Since you bought an option you don’t have the obligation to buy the share. In this case, the option will be worth zero and the contract will expire. The maximum amount you can lose in this scenario is the price you paid for the option which is $2. If you’d bought the share you would have lost $10.
 

2.3 Put options

A put option is the exact opposite of a call option. Again, let’s start with the definition of a put option that we used before:

A put option gives you the right - not the obligation - to sell the underlying value at a predefined price, within or at a predefined date.

Graphically speaking, the pay-off situation of a put option looks like this:

Image source: The Options Guide


As you can see, this is exactly the opposite of the call option.

As soon as the share price goes below the strike price of the option, the line starts going up. From the moment that happens, we say that the put option is ‘in the money’

In other words: A put option is in the money when the price of the underlying asset falls below the strike price of the option.

As you can see, the fact that the put option is in the money doesn’t immediately mean that it is profitable too.

When a put option is at the money, the price of the underlying asset is at the same level as the strike price of the option.

Finally, we say that a put option is out of the money when - you may have guessed it already - the price of the underlying asset is higher than the strike price of the option.


2.4. When do you buy a put option?

Just like there are various scenarios for people to buy a call option there are various scenarios for people to buy a put option too. Again, we’ll stick with a more basic example for now.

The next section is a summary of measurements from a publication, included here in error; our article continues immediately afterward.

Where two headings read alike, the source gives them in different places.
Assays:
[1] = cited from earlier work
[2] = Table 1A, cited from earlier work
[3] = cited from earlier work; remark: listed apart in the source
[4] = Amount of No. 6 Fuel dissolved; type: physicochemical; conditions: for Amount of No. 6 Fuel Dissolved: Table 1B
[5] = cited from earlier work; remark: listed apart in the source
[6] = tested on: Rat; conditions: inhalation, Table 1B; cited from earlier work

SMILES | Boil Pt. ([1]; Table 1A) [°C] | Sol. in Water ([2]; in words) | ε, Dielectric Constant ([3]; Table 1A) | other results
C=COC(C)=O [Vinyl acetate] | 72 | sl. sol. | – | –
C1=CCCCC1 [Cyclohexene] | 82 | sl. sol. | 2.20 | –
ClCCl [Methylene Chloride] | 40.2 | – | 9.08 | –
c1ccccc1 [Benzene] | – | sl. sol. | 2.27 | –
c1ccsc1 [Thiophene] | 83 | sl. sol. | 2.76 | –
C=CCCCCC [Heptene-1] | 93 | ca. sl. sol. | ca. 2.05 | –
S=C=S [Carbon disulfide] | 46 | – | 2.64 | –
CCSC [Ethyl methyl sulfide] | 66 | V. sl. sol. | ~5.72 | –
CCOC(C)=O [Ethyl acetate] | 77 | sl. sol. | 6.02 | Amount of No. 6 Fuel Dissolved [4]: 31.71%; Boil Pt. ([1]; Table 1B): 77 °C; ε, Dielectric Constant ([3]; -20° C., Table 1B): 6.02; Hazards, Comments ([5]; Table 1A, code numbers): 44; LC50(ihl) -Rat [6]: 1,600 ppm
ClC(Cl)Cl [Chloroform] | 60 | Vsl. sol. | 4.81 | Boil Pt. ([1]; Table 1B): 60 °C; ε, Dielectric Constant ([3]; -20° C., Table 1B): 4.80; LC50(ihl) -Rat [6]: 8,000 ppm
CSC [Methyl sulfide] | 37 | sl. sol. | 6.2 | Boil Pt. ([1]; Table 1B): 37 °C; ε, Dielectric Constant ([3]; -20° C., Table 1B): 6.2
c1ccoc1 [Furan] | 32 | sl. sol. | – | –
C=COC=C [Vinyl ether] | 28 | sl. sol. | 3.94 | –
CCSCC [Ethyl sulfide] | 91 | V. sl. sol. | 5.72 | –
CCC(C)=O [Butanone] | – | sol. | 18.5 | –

One of the more classic situations in which you could buy a put option is the following:

It’s the middle of the earnings season and a company you’ve been following for a while is publishing its quarterly results in a few days time. Let’s call the company Kiwi Ltd.

You expect Kiwi’s results to be worse than analysts project and you think the share price will go down quickly once the earnings are out. You want to benefit from this potential drop and decide to buy a put option.

Let’s say the share price of Kiwi is $50 in March. As we said, you expect bad results in April which is why you buy a put option with a strike of $50 that expires in April. This option costs $2.

Two situations are possible here:

I. The share price goes down, as you expected. Kiwi’s results are bad indeed and the share falls to $40.



This means that you can sell the underlying share for $50. As such you end up earning 50 - 40 - 2 (the price you paid for the option) = $8. In other words, you earn money instead of losing some if you’d bought the underlying share directly.

II. The share price rises. Kiwi’s results are better than you expected and the share price goes up to $60.



Since you bought an option you don’t have the obligation to sell the share. In this case, the option will be worth zero and the contract will expire. The maximum amount you can lose in this scenario is the price you paid for the option which is $2. 


Before you go

Voila, the second chapter of our Ultimate Guide to Options is all done. In the next chapter, we’ll dive deeper into the intrinsic value of an option. Of course, there will be plenty of examples to illustrate things further. Until then, happy learning.

Neelie Verlinden